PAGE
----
Hello and welcome,
I hope that you are enjoying our fair city be it for work or leisure. As you walk around the unfamiliar settings I understand that you might have questions. Seeing me with my tags as I come from or go to work, you may confuse me with a tour guide. I am not. Yet I am willing to answer two questions. Two. One main question and one follow up to clarify the first question.
Also do not assume that just because I work downtown that I actually know where anything is. When I was a student at UMCP I knew where 5 buildings were on campus. I was aware of other buildings but since I didn’t have to go in them, I didn’t bother remembering their names. Downtown is similar, if I don’t go in it, don’t have to go in it, or don’t relate to it, I don’t know where it is. Lucky for you I am okay with not knowing and will say so. Also, there are people in red jackets, that say “Downtown” on them, and they are there to answer questions. They are good for when you’ve forgotten where the Payless and the Wachovia are and sometime they can tell you if the bus you wanted just passed.
Also don’t get testy with me when you ask where the Smithsonian is and I say “on the mall” or ask “which one?” The Smithsonian is an institution with several museums. You mean the Castle? Well it’s on the mall.
Open letter to DC visitors
Hello and welcome,
7 thoughts on “Open letter to DC visitors”
Gurl, it looks like you have the ‘visitor center information desk gene’ like I do. I am a tourist target as well. You and I have that special something that makes us approachable to tourists, but not potential dates, unfortunately. It’s that whole Andy Griffith appeal I guess.
You’re going to have to resign yourself to these advances for information, it’s your desitiny as it is mine as well. You must embrace it.
I don’t even fight it anymore. I just smile and answer their questions. Even if they ask the same question 3 times in a row, just to be sure.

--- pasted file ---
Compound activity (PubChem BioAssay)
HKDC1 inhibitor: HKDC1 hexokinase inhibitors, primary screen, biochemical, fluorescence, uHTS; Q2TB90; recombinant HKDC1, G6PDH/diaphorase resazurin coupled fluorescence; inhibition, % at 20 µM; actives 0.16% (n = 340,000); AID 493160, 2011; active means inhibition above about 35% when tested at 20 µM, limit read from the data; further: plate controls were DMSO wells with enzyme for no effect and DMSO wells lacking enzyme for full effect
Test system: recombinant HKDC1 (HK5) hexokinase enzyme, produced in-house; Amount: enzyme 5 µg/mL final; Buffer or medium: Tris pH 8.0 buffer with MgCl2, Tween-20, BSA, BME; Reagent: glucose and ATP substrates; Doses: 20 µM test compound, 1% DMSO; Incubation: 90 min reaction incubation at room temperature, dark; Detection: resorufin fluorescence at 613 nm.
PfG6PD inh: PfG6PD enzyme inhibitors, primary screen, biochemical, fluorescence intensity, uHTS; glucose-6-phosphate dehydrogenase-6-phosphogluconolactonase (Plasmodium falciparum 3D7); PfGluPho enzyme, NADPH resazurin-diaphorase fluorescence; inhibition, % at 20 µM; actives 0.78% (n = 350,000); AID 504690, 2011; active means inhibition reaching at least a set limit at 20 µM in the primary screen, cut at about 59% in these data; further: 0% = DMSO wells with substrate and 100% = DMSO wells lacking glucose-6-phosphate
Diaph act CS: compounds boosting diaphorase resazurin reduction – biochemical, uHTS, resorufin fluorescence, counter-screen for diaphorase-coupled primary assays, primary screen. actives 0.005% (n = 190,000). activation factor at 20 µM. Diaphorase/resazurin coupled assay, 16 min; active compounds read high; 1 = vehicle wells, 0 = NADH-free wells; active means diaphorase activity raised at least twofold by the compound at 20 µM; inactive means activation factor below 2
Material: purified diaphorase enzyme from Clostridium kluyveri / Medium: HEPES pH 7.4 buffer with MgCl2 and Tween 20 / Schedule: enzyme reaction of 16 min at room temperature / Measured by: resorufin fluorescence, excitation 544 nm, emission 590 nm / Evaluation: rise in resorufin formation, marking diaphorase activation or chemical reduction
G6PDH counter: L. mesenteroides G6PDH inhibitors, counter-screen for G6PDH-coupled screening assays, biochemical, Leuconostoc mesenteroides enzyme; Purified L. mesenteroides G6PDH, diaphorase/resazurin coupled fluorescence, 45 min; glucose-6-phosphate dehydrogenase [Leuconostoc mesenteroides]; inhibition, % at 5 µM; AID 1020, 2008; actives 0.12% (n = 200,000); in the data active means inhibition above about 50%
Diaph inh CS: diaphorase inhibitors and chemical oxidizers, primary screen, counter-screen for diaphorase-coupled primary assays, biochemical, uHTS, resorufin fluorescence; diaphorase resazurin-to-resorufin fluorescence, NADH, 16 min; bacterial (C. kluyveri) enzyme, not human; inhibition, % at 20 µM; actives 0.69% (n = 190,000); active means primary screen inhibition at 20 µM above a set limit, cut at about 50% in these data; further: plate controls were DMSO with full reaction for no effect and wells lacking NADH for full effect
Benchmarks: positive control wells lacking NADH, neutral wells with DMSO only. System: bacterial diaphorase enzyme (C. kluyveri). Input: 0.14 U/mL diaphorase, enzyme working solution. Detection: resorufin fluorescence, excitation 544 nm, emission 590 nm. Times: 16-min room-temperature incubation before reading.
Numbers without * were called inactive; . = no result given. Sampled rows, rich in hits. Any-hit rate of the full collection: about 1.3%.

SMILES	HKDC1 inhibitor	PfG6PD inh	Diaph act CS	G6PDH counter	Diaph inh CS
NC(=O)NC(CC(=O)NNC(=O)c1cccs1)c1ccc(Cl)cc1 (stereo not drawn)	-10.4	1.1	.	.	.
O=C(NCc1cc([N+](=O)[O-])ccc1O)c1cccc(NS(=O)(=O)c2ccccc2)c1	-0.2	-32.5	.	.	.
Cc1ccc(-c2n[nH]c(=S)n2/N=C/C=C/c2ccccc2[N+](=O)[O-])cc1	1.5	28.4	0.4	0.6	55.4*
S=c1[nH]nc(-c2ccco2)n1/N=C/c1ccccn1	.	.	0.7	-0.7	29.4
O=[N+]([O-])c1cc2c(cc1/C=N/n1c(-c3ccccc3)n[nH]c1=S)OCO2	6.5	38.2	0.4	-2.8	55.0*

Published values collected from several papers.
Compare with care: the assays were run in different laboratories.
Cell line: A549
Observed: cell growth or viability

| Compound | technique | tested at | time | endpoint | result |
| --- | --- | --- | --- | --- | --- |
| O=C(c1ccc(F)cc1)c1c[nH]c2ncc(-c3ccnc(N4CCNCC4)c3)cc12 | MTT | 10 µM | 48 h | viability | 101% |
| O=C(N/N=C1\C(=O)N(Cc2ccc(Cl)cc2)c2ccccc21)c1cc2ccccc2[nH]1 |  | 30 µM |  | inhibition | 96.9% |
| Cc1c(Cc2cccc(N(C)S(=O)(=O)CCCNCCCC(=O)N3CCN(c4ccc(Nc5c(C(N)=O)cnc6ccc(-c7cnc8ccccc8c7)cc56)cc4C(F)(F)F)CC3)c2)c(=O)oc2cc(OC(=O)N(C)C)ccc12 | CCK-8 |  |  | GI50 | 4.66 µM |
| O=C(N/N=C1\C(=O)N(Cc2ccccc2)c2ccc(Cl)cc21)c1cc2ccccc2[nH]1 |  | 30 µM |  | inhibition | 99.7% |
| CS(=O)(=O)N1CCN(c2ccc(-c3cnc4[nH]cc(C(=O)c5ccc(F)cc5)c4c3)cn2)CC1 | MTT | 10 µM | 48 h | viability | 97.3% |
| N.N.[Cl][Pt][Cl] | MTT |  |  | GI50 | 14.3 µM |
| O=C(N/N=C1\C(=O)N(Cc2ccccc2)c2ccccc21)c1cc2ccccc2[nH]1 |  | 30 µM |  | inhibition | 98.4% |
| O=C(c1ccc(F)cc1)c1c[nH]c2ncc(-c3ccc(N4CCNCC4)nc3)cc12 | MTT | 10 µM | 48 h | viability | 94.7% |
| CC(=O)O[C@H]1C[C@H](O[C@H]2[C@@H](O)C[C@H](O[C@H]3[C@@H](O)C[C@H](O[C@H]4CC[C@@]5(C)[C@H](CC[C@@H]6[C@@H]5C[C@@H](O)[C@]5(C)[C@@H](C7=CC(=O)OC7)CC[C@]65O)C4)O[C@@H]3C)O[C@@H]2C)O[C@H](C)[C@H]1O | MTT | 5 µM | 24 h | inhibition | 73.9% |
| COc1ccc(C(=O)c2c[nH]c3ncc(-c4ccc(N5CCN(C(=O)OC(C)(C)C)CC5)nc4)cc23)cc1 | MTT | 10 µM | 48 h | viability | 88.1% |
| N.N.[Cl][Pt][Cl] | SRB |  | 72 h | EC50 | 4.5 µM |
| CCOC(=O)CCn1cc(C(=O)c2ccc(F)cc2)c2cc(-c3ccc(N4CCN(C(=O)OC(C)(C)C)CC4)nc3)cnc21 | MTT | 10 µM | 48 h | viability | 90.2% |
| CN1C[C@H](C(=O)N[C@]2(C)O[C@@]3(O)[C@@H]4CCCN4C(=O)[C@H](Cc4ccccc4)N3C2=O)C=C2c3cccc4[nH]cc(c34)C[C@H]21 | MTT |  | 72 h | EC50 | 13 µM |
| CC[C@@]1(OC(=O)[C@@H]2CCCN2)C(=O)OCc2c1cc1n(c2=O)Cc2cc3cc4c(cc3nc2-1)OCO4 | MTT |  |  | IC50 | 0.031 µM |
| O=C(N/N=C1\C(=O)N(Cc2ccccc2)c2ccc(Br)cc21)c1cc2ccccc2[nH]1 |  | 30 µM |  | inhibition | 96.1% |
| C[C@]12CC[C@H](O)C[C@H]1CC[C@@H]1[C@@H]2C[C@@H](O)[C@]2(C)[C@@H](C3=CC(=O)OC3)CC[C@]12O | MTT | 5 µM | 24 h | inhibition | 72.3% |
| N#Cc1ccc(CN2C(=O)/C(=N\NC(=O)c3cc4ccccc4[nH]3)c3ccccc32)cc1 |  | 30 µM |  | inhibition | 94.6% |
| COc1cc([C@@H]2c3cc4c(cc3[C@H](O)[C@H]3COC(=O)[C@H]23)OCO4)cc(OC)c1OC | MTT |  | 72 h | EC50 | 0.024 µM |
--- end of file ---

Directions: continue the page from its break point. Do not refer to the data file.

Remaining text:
i’d rather be the tourist magnet that the crazy magnet that i am.
tourists run from me.
I’m with artisan,
My quess is that you put out an approachable, compentent and trust worthy aura… i think it’s complement to you.
crap, i guess i’m a crazy magnet and a tourist magnet. thankfully, i’m pretty good at giving directions! i don’t mind trying to point people in the right direction. i’ve always wanted to try to diffuse the east coast reputation for unfriendliness (and, compared to the midwest, i think it’s unfortunately true).
I got no problem answering that one question of “where is…” and a follow up. Maybe a second unrelated question. But I get annoyed after the 3rd question.
I was outside work waiting to cross the street when this guy with a blind guy asked a question. I think he asked what my building was. I told him and mentioned what touristy cultural stuff was in it. “Hummm, what’s that building over there?” pointing a block over. I told him and mentioned what touristy things were in it. Then he pointed to some other federal building. I did not know what the building was, and had to squint to make out the sign. This was question 3. This was the point where I got annoyed with the blind guy’s friend and tried to figure out how I could politly get the heck out of this conversation. Question #4, “where’s the Smithsonian?”….. [pointing] “on the mall,” [as I walk away and cross the street].
I did work at the Vistor Services Desk, and to this day I can tell you that the bathrooms are down the stairs and to the left. But, I no longer work at the visitors desk. So why should I smile when people ask more than 2 questions?
Gloom and doom here. My friends were visiting from NC this weekend, and I can’t tell you how many people heard the strong accent and tried to pull a fast one on the three of us. I am sad and ashamed. It probably reinforced their ideas that the big bad city is big and bad. And it put me in a bad mood too.
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